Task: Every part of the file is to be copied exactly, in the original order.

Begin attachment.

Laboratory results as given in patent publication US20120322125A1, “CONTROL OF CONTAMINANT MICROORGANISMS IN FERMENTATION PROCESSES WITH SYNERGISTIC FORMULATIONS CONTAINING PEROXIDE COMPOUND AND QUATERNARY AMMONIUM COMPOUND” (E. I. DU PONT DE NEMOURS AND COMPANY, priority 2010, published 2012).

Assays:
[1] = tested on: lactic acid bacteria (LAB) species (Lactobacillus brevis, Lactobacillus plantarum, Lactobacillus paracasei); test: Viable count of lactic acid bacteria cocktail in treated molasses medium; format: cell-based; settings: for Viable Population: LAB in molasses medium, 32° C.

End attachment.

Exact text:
Laboratory results as given in patent publication US20120322125A1, “CONTROL OF CONTAMINANT MICROORGANISMS IN FERMENTATION PROCESSES WITH SYNERGISTIC FORMULATIONS CONTAINING PEROXIDE COMPOUND AND QUATERNARY AMMONIUM COMPOUND” (E. I. DU PONT DE NEMOURS AND COMPANY, priority 2010, published 2012).

Assays:
[1] = tested on: lactic acid bacteria (LAB) species (Lactobacillus brevis, Lactobacillus plantarum, Lactobacillus paracasei); test: Viable count of lactic acid bacteria cocktail in treated molasses medium; format: cell-based; settings: for Viable Population: LAB in molasses medium, 32° C.